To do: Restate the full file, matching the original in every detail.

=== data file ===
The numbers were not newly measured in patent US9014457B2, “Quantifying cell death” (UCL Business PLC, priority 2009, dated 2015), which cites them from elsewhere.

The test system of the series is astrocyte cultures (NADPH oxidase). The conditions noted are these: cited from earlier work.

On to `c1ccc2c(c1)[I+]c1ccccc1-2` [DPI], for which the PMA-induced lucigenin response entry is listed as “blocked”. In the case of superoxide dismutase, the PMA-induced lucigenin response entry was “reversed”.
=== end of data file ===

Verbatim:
The numbers were not newly measured in patent US9014457B2, “Quantifying cell death” (UCL Business PLC, priority 2009, dated 2015), which cites them from elsewhere.

The test system of the series is astrocyte cultures (NADPH oxidase). The conditions noted are these: cited from earlier work.

On to `c1ccc2c(c1)[I+]c1ccccc1-2` [DPI], for which the PMA-induced lucigenin response entry is listed as “blocked”. In the case of superoxide dismutase, the PMA-induced lucigenin response entry was “reversed”.